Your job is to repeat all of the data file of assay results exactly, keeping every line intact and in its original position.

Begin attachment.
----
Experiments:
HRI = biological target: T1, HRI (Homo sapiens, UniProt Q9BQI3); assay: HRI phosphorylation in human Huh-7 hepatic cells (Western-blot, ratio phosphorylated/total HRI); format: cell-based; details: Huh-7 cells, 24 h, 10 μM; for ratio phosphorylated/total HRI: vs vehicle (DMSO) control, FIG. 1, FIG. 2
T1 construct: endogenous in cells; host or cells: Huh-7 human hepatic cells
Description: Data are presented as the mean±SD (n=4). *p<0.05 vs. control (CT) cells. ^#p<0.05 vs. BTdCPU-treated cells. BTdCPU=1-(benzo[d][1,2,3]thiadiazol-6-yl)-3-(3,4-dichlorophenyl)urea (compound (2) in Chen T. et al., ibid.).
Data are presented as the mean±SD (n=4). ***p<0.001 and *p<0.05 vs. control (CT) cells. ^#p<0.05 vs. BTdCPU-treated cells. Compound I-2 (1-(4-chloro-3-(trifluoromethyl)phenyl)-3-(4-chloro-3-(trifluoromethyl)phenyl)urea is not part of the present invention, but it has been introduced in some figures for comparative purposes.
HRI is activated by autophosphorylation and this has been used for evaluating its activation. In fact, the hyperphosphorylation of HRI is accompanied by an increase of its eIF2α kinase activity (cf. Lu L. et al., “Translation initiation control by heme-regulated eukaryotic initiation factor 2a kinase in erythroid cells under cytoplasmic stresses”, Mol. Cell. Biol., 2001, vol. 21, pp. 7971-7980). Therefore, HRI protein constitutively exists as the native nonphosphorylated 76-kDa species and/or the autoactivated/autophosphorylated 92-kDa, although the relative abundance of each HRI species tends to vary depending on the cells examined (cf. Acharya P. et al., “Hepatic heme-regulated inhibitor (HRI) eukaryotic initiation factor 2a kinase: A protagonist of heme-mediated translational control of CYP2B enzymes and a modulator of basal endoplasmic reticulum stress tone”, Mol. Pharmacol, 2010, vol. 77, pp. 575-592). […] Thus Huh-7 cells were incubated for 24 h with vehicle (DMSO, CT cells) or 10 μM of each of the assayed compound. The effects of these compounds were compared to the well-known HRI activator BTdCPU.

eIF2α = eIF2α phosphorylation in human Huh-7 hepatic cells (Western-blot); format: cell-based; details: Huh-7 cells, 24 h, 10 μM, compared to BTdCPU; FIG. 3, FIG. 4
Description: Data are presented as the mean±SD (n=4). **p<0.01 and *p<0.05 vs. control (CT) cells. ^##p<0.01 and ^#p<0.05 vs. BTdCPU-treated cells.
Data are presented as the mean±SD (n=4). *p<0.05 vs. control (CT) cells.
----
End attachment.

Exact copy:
Experiments:
HRI = biological target: T1, HRI (Homo sapiens, UniProt Q9BQI3); assay: HRI phosphorylation in human Huh-7 hepatic cells (Western-blot, ratio phosphorylated/total HRI); format: cell-based; details: Huh-7 cells, 24 h, 10 μM; for ratio phosphorylated/total HRI: vs vehicle (DMSO) control, FIG. 1, FIG. 2
T1 construct: endogenous in cells; host or cells: Huh-7 human hepatic cells
Description: Data are presented as the mean±SD (n=4). *p<0.05 vs. control (CT) cells. ^#p<0.05 vs. BTdCPU-treated cells. BTdCPU=1-(benzo[d][1,2,3]thiadiazol-6-yl)-3-(3,4-dichlorophenyl)urea (compound (2) in Chen T. et al., ibid.).
Data are presented as the mean±SD (n=4). ***p<0.001 and *p<0.05 vs. control (CT) cells. ^#p<0.05 vs. BTdCPU-treated cells. Compound I-2 (1-(4-chloro-3-(trifluoromethyl)phenyl)-3-(4-chloro-3-(trifluoromethyl)phenyl)urea is not part of the present invention, but it has been introduced in some figures for comparative purposes.
HRI is activated by autophosphorylation and this has been used for evaluating its activation. In fact, the hyperphosphorylation of HRI is accompanied by an increase of its eIF2α kinase activity (cf. Lu L. et al., “Translation initiation control by heme-regulated eukaryotic initiation factor 2a kinase in erythroid cells under cytoplasmic stresses”, Mol. Cell. Biol., 2001, vol. 21, pp. 7971-7980). Therefore, HRI protein constitutively exists as the native nonphosphorylated 76-kDa species and/or the autoactivated/autophosphorylated 92-kDa, although the relative abundance of each HRI species tends to vary depending on the cells examined (cf. Acharya P. et al., “Hepatic heme-regulated inhibitor (HRI) eukaryotic initiation factor 2a kinase: A protagonist of heme-mediated translational control of CYP2B enzymes and a modulator of basal endoplasmic reticulum stress tone”, Mol. Pharmacol, 2010, vol. 77, pp. 575-592). […] Thus Huh-7 cells were incubated for 24 h with vehicle (DMSO, CT cells) or 10 μM of each of the assayed compound. The effects of these compounds were compared to the well-known HRI activator BTdCPU.

eIF2α = eIF2α phosphorylation in human Huh-7 hepatic cells (Western-blot); format: cell-based; details: Huh-7 cells, 24 h, 10 μM, compared to BTdCPU; FIG. 3, FIG. 4
Description: Data are presented as the mean±SD (n=4). **p<0.01 and *p<0.05 vs. control (CT) cells. ^##p<0.01 and ^#p<0.05 vs. BTdCPU-treated cells.
Data are presented as the mean±SD (n=4). *p<0.05 vs. control (CT) cells.